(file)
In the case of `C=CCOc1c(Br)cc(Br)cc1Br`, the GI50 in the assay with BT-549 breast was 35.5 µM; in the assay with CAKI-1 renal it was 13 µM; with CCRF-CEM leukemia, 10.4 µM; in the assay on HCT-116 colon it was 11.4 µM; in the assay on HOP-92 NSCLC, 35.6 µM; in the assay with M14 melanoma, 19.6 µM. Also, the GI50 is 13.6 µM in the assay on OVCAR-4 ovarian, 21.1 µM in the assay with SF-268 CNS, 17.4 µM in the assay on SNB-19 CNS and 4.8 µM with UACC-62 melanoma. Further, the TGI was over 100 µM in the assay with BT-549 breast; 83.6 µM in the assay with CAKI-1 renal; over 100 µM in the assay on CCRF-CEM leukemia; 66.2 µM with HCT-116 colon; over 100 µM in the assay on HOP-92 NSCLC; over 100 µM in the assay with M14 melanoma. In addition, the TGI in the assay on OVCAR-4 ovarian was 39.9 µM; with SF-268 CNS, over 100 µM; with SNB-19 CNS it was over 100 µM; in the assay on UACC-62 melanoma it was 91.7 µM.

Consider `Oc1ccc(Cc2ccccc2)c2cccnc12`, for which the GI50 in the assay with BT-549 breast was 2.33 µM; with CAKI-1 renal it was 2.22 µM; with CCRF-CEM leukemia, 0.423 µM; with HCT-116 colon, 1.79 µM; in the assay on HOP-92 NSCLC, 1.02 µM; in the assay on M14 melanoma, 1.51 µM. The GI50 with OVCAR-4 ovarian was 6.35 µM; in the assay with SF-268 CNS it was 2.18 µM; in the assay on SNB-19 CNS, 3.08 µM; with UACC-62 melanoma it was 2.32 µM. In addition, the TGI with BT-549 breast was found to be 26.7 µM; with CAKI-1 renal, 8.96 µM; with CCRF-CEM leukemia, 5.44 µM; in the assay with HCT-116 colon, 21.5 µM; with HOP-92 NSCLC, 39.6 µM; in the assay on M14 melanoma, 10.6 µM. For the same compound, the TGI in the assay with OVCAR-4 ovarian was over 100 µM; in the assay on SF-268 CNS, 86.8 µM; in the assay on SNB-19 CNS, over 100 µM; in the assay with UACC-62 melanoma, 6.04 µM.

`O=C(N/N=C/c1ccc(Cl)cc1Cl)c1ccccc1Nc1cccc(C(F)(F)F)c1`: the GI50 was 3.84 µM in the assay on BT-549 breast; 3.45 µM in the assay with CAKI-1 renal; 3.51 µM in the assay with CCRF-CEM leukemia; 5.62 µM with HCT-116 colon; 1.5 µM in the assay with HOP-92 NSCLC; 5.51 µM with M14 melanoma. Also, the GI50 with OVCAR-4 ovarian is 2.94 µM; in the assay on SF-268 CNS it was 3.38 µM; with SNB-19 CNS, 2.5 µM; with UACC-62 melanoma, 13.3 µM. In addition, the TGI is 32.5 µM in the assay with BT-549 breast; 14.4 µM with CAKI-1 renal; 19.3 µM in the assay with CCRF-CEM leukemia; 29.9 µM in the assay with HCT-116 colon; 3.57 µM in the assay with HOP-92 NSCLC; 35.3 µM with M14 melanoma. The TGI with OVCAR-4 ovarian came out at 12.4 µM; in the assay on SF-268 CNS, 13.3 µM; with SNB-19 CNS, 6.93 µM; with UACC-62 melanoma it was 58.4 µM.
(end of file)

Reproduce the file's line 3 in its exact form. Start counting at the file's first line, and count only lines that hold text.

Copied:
`O=C(N/N=C/c1ccc(Cl)cc1Cl)c1ccccc1Nc1cccc(C(F)(F)F)c1`: the GI50 was 3.84 µM in the assay on BT-549 breast; 3.45 µM in the assay with CAKI-1 renal; 3.51 µM in the assay with CCRF-CEM leukemia; 5.62 µM with HCT-116 colon; 1.5 µM in the assay with HOP-92 NSCLC; 5.51 µM with M14 melanoma. Also, the GI50 with OVCAR-4 ovarian is 2.94 µM; in the assay on SF-268 CNS it was 3.38 µM; with SNB-19 CNS, 2.5 µM; with UACC-62 melanoma, 13.3 µM. In addition, the TGI is 32.5 µM in the assay with BT-549 breast; 14.4 µM with CAKI-1 renal; 19.3 µM in the assay with CCRF-CEM leukemia; 29.9 µM in the assay with HCT-116 colon; 3.57 µM in the assay with HOP-92 NSCLC; 35.3 µM with M14 melanoma. The TGI with OVCAR-4 ovarian came out at 12.4 µM; in the assay on SF-268 CNS, 13.3 µM; with SNB-19 CNS, 6.93 µM; with UACC-62 melanoma it was 58.4 µM.